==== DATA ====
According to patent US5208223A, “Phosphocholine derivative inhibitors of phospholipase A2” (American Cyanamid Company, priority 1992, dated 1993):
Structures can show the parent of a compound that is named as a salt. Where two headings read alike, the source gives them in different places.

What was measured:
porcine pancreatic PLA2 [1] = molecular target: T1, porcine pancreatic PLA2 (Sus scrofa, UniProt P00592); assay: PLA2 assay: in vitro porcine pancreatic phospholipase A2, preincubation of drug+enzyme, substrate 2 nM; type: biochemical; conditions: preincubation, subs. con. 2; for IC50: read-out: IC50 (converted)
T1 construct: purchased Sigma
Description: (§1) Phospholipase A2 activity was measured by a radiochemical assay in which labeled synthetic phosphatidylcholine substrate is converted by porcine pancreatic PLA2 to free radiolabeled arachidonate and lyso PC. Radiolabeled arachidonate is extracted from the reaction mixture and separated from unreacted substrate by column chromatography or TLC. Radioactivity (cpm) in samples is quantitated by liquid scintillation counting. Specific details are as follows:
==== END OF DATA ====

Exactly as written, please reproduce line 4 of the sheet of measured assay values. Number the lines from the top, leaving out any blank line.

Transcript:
porcine pancreatic PLA2 [1] = molecular target: T1, porcine pancreatic PLA2 (Sus scrofa, UniProt P00592); assay: PLA2 assay: in vitro porcine pancreatic phospholipase A2, preincubation of drug+enzyme, substrate 2 nM; type: biochemical; conditions: preincubation, subs. con. 2; for IC50: read-out: IC50 (converted)